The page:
78,000 Transgender Americans Could Be Denied Voting Rights in 2018
A new study claims voter ID laws may disenfranchise the demographic, potentially swinging several Congressional races.
Metro Weekly* (“Study: 78,000 transgender Americans could be prevented from voting in 2018“):
A new study estimates that approximately 78,000 transgender people in eight crucial states will be eligible to vote in the upcoming 2018 elections, but will be unable to do so, due to those states’ excessively strict voter ID laws.
The study, from the Williams Institute, an LGBTQ think tank at the University of California-Los Angeles law school, estimates that there are 137,000 transgender people who have transitioned in the states of Indiana Wisconsin, Kansas, Virginia, Tennessee, Mississippi, Alabama, and Georgia. But an estimated 57% of them, or 78,000, will likely be turned away from voting because they lack proper documentation or identification that accurately reflects their gender identity.
In all eight states, poll workers require voters to provide a government-issued photo ID, such as a driver’s license, U.S. passport, or military ID, in order to cast a ballot. Poll workers then must decide whether that identification accurately identifies the person in front of them and matches the information listed on the voter rolls. These laws can be especially problematic for transgender people, who often face multiple barriers to changing gender markers on identification documents.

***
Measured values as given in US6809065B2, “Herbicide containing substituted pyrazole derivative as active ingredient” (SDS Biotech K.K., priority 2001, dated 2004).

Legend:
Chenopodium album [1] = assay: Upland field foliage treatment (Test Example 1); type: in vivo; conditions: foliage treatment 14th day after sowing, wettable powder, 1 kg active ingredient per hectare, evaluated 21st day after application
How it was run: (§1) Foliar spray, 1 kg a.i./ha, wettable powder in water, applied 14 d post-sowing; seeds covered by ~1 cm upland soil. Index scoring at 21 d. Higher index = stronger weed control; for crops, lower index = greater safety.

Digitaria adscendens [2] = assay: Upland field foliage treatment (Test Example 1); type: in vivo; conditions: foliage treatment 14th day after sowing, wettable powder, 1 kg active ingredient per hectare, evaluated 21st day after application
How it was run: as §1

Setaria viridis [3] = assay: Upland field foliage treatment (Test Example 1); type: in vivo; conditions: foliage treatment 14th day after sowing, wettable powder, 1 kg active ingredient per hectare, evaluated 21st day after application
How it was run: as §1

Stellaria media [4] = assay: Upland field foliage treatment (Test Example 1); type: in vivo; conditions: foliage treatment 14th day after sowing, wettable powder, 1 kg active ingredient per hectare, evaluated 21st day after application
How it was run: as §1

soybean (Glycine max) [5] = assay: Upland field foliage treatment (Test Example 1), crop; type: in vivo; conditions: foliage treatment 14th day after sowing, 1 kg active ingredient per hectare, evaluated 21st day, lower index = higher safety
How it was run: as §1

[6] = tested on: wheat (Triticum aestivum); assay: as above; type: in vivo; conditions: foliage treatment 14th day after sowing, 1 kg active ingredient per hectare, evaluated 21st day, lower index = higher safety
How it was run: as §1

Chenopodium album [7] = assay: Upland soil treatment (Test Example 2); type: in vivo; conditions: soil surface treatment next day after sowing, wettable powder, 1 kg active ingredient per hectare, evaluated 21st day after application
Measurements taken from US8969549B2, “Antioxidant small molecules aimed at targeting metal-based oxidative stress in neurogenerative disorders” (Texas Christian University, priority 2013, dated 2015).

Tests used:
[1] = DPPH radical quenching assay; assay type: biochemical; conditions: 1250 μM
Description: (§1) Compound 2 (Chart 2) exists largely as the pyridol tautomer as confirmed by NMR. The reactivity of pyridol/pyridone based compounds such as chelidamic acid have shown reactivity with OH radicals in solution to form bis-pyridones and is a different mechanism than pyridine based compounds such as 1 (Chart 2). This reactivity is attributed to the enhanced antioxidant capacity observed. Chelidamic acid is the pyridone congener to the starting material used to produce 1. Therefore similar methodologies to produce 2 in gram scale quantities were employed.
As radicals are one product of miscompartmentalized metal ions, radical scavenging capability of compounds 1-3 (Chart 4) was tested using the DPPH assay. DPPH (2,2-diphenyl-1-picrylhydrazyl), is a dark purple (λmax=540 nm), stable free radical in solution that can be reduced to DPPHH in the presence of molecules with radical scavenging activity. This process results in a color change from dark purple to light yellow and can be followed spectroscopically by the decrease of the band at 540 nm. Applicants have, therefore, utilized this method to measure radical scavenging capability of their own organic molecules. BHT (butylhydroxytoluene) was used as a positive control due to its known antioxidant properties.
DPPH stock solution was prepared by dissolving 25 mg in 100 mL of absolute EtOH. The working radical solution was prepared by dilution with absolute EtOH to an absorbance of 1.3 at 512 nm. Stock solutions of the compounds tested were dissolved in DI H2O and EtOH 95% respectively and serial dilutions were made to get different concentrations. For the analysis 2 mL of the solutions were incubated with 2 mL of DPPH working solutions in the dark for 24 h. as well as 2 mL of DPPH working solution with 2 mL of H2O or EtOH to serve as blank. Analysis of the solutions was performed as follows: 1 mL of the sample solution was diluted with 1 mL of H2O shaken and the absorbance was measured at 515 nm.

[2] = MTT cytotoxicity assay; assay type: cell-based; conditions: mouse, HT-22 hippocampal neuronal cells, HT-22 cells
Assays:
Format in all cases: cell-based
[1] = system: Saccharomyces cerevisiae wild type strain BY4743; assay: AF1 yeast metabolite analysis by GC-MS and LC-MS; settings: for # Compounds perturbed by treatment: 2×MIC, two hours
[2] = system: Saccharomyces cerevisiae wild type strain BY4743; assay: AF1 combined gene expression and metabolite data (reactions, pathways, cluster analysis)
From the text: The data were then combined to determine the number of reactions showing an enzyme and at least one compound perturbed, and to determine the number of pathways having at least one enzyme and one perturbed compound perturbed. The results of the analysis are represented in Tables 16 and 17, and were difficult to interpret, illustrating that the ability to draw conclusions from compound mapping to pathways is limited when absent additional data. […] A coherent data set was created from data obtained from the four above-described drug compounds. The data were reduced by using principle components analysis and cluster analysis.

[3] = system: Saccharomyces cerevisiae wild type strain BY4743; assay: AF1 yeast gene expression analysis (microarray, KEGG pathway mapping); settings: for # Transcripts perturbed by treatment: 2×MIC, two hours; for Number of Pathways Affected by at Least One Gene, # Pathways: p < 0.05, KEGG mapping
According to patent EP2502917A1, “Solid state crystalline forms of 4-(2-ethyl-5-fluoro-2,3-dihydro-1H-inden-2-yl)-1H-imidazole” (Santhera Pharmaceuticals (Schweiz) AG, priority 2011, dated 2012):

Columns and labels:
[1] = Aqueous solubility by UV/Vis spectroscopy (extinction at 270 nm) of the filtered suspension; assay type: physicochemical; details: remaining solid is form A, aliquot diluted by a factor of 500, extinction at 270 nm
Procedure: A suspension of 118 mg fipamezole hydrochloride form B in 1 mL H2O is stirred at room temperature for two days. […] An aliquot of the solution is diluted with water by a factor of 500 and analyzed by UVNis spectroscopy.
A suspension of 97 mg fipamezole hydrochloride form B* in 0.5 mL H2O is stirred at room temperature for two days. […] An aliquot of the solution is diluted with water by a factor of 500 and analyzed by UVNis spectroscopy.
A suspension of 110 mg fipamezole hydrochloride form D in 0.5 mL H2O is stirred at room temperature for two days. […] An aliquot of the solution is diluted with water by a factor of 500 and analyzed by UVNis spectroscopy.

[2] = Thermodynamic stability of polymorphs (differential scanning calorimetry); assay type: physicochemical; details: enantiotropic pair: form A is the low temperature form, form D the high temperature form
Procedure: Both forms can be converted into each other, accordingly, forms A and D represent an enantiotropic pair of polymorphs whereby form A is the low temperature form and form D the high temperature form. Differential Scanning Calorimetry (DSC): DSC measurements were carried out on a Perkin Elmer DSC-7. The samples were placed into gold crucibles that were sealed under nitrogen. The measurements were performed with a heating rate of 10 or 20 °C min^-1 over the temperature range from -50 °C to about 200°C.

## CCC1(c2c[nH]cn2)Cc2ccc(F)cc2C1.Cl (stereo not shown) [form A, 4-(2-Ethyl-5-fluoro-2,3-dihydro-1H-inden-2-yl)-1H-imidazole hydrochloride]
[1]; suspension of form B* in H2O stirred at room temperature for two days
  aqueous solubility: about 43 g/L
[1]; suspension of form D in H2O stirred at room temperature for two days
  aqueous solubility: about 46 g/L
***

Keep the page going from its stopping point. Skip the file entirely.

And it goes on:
“Transgender people who have transitioned often face substantial challenges to obtaining accurate identification,” Jody Herman, the study’s lead author and a public policy scholar at the Williams Institute, said in a statement. “Requirements for updating the name and gender on official IDs that could be used for voting vary widely by state and federal agency, and the process can be difficult and expensive.”
According to data from the 2015 U.S. Transgender Survey, transgender citizens who have transitioned were significantly more likely than others to not have proper IDs reflecting their gender identity if they were people of color, aged 18 to 24, students, low-income, or if they had disabilities.
The percentage of transgender people who do not have up-to-date identification documents in those eight states goes as high as 70% in Alabama, where people must obtain both a court order and provide proof that they have undergone gender confirmation surgery in order to change the gender markers on photo IDs, and as low as 40% in Virginia, where applicants must either obtain a court order certifying a name change or provide documentation from a medical provider certifying their gender identity.
Turning away transgender people from the polls could impact crucial races this fall, thereby affecting which party controls Congress. There are six competitive Senate races in Indiana, Wisconsin, Virginia, Tennessee, and Mississippi, where both Senate seats are up for re-election. There are also several competitive House races in Wisconsin, Virginia, Kansas, and Georgia.
“Strict voter ID laws could deny thousands of citizens who would otherwise be eligible to vote an opportunity to participate in the democratic process and have their voices heard at the ballot box,” Herman concluded. “Lawmakers, election officials and government agencies must work to ensure that transgender people have equal access to vote.”
Two caveats up front:
First and foremost, to the extent transgender citizens face additional hurdles to voting, it’s highly problematic. That proposition should be far less controversial than the right of people to choose which public restroom to use (which I also support), given that voting is a fundamental right and there are no messy cultural taboos at stake.